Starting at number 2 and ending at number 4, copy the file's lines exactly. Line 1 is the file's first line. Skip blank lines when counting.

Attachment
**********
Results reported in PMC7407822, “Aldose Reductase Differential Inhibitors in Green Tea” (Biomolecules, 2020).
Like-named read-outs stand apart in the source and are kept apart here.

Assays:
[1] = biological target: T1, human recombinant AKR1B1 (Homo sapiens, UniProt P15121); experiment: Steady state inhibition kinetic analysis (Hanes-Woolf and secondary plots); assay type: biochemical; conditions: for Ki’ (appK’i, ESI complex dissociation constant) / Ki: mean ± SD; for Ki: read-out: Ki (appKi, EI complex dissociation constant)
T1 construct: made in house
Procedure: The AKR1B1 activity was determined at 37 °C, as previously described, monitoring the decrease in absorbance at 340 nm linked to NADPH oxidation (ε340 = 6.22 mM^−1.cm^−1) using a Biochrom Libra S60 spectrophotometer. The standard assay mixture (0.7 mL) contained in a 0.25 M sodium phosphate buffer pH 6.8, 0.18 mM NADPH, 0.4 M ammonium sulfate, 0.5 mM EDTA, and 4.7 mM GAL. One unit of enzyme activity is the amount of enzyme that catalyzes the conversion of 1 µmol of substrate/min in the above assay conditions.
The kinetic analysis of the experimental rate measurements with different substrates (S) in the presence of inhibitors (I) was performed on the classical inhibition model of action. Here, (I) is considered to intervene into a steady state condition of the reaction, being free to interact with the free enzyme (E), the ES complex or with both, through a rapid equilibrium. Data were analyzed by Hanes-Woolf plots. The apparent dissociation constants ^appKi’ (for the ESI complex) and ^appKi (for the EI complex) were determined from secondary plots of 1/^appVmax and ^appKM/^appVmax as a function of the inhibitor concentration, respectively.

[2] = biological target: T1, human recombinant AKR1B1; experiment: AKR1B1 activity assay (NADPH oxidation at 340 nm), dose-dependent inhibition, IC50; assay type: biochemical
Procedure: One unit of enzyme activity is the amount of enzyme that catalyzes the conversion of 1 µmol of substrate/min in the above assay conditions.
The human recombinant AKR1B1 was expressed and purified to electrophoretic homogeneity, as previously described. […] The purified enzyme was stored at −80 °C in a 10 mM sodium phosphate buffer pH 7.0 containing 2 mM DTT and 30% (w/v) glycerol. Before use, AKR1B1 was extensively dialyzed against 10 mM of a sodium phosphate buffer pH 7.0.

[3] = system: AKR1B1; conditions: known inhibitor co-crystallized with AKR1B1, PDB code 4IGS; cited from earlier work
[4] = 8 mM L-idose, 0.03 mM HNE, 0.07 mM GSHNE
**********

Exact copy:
Like-named read-outs stand apart in the source and are kept apart here.

Assays:
[1] = biological target: T1, human recombinant AKR1B1 (Homo sapiens, UniProt P15121); experiment: Steady state inhibition kinetic analysis (Hanes-Woolf and secondary plots); assay type: biochemical; conditions: for Ki’ (appK’i, ESI complex dissociation constant) / Ki: mean ± SD; for Ki: read-out: Ki (appKi, EI complex dissociation constant)